We are fortunate to live in a nation that offers a rich variety of non-profit organizations that support our health and well-being, including groups whose sole focus is to eradicate HAIs. Today's post will explore one of the most important national groups working to end preventable hospital-associated infections, most commonly known as HICPAC.
Who is on the committee?
The Healthcare Infection Control Practices Advisory Committee (HICPAC) is a panel of experts that advises the Centers for Disease Control and Prevention (CDC) and the Department of Health and Human Services (HHS). The 14 voting members are appointed by the Secretary of HHS, but none are federal employees. They come from the fields of infection control, infectious diseases, healthcare epidemiology, healthcare-associated infections, health services research, public health policy, and other related fields. Members serve for overlapping terms of up to four years.
Non-voting members include representatives from various federal agencies and a rotating group of health-related non-profit organizations.
What does the committee do?
The charter for HICPAC states the duties of the committee as providing advice and guidance to the Secretary, HSS as well as the directors of the CDC, the Office of Infectious Diseases (OID), the National Center for Emerging and Zoonotic Infectious Diseases (NCEZID), and the Division of Healthcare Quality Promotion (DHQP). This advice and guidance includes information about infection control practices, surveillance strategies, antimicrobial resistance, and related events as they relate to all types of healthcare settings. Often, this support comes in the form of guidelines, policy statements, and summaries of innovative strategies and technologies.
What are some examples of HICPAC's impact on the prevention of HAIs?
Recent contributions from HICPAC include guidelines for antibiotic stewardship in healthcare facilities. These guidelines help hospital administrators implement a program to evaluate use and abuse of antibiotics, as these medications are known to place the patient at risk for an HAI. With the increased outbreaks of infection related to contaminated endoscopes, HICPAC also developed and released documents to support best practices in endoscope reprocessing. Other reports, called systematic reviews, have covered topics such as C. difficile in the NICU and public reporting recommendations. Systematic reviews are a summary of all available evidence on a topic with national priority, highlighting research with significant impact, as well as revealing gaps requiring additional research.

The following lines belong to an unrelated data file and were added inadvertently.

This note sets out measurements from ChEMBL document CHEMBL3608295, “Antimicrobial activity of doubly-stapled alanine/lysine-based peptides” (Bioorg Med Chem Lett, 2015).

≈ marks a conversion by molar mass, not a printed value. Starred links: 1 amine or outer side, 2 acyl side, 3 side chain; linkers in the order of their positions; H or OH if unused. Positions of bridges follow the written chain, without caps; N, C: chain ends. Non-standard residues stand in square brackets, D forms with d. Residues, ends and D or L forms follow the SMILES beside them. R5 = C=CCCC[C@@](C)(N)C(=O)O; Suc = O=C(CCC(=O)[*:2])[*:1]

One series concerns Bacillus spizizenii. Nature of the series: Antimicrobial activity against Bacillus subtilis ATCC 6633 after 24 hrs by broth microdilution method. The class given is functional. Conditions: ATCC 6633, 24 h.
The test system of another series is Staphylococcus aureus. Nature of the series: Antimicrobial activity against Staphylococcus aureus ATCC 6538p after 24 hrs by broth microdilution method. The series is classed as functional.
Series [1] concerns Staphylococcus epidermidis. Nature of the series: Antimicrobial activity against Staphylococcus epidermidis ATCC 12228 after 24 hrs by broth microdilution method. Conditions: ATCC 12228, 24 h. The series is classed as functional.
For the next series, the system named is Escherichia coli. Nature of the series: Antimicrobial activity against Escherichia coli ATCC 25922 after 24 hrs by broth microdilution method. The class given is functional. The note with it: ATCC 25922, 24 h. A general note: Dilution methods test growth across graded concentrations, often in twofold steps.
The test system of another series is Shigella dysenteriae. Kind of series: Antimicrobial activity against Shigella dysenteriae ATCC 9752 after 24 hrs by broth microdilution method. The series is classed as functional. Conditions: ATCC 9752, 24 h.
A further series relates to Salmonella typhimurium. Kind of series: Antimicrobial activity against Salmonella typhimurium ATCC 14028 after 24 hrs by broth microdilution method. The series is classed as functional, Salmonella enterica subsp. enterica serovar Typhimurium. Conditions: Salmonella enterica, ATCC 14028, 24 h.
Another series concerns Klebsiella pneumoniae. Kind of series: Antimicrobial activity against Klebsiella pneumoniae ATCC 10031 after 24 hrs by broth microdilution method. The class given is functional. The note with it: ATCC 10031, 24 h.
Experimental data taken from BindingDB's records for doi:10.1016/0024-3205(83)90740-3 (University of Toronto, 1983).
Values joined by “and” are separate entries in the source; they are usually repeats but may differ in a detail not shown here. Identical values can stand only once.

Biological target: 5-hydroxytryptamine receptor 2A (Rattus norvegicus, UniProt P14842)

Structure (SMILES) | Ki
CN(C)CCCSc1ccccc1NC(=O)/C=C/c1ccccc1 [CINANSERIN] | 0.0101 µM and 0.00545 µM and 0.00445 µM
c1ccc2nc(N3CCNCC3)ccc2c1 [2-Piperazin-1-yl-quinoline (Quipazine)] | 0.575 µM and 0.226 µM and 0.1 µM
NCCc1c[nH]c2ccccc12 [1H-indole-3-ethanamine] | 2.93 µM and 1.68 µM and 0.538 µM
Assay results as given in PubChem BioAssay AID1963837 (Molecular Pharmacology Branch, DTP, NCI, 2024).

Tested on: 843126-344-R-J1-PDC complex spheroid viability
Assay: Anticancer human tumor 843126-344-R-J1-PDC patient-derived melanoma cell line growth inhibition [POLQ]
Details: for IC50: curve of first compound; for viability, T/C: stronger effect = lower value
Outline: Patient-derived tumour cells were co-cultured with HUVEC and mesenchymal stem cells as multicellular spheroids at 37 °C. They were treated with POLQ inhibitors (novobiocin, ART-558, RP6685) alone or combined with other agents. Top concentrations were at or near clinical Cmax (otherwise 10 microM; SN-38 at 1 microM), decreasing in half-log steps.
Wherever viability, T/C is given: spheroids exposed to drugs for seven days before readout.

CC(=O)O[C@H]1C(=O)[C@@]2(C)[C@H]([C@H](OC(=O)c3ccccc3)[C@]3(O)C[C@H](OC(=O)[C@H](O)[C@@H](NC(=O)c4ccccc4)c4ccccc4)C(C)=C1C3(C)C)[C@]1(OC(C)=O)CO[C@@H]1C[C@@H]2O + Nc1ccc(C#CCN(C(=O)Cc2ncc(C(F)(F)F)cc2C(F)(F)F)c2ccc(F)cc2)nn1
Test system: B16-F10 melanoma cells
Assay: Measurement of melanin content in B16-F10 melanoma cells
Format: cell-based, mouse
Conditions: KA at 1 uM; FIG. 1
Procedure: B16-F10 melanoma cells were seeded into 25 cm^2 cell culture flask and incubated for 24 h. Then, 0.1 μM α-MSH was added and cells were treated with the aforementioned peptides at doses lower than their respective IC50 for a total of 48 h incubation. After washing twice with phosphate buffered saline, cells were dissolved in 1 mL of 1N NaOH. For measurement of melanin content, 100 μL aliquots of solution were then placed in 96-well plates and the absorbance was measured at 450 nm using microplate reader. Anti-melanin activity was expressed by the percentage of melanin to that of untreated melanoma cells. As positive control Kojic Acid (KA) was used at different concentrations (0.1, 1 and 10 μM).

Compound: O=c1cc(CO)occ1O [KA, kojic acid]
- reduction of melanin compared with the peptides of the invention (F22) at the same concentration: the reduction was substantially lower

How does HICPAC choose what to include in its advice and guidance documents?
One of HICPAC's most valuable contribution is meticulous research and scientific support for all recommendations. Before a policy, suggestion, guideline or strategy is proposed, it is vetted by experts not only on the committee, but experts in the field. This means that any information in a HICPAC document can be trusted to stem directly from scientific evidence.
Can I see the committee in action?
Yes! All HICPAC meetings are open to the public. They take place 8 times per year, and all meeting dates and registration deadlines are posted online. Registration is required for attendance, and visitors will need to have valid identification to enter the CDC facilities. Individuals who cannot attend in person are invited to listen to the meeting live via phone or internet. Registration is also required for listen-in guests.
We hope this brief summary has answered some questions about this group of dedicated infection control professionals. We hope that you have the opportunity to attend or listen in on a meeting soon!
Editor's Note: This post was originally published in September 2018 and has been updated for freshness, accuracy and comprehensiveness.